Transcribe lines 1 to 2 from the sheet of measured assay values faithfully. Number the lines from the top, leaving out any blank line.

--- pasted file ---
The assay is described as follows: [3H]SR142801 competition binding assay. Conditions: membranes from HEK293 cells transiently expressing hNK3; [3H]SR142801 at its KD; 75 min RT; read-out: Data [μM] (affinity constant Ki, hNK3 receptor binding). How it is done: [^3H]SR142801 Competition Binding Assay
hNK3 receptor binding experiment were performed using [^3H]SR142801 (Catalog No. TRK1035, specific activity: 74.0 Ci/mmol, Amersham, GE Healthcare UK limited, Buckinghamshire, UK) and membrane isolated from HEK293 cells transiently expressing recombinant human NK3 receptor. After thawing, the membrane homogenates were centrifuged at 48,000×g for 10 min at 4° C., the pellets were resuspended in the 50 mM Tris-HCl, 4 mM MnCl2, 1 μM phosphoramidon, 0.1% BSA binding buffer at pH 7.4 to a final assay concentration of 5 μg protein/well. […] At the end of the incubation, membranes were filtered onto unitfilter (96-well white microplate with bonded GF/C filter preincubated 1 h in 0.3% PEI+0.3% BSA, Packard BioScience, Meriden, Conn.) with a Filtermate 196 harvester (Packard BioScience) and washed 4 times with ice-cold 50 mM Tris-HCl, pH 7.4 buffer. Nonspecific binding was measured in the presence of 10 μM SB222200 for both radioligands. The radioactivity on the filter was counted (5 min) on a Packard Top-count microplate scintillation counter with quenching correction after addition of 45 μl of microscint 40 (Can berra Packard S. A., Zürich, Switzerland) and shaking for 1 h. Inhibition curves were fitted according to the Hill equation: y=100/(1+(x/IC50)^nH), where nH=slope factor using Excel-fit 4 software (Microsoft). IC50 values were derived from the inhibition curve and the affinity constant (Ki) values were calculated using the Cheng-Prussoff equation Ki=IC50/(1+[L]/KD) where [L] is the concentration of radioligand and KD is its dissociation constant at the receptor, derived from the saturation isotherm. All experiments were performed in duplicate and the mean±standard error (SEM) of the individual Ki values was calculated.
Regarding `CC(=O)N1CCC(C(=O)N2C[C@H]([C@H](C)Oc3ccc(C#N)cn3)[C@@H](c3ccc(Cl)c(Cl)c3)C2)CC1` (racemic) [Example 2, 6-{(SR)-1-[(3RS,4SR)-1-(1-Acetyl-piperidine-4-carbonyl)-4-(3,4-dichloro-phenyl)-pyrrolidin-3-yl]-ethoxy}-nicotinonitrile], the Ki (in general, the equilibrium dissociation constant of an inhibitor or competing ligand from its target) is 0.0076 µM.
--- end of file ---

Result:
The assay is described as follows: [3H]SR142801 competition binding assay. Conditions: membranes from HEK293 cells transiently expressing hNK3; [3H]SR142801 at its KD; 75 min RT; read-out: Data [μM] (affinity constant Ki, hNK3 receptor binding). How it is done: [^3H]SR142801 Competition Binding Assay
hNK3 receptor binding experiment were performed using [^3H]SR142801 (Catalog No. TRK1035, specific activity: 74.0 Ci/mmol, Amersham, GE Healthcare UK limited, Buckinghamshire, UK) and membrane isolated from HEK293 cells transiently expressing recombinant human NK3 receptor. After thawing, the membrane homogenates were centrifuged at 48,000×g for 10 min at 4° C., the pellets were resuspended in the 50 mM Tris-HCl, 4 mM MnCl2, 1 μM phosphoramidon, 0.1% BSA binding buffer at pH 7.4 to a final assay concentration of 5 μg protein/well. […] At the end of the incubation, membranes were filtered onto unitfilter (96-well white microplate with bonded GF/C filter preincubated 1 h in 0.3% PEI+0.3% BSA, Packard BioScience, Meriden, Conn.) with a Filtermate 196 harvester (Packard BioScience) and washed 4 times with ice-cold 50 mM Tris-HCl, pH 7.4 buffer. Nonspecific binding was measured in the presence of 10 μM SB222200 for both radioligands. The radioactivity on the filter was counted (5 min) on a Packard Top-count microplate scintillation counter with quenching correction after addition of 45 μl of microscint 40 (Can berra Packard S. A., Zürich, Switzerland) and shaking for 1 h. Inhibition curves were fitted according to the Hill equation: y=100/(1+(x/IC50)^nH), where nH=slope factor using Excel-fit 4 software (Microsoft). IC50 values were derived from the inhibition curve and the affinity constant (Ki) values were calculated using the Cheng-Prussoff equation Ki=IC50/(1+[L]/KD) where [L] is the concentration of radioligand and KD is its dissociation constant at the receptor, derived from the saturation isotherm. All experiments were performed in duplicate and the mean±standard error (SEM) of the individual Ki values was calculated.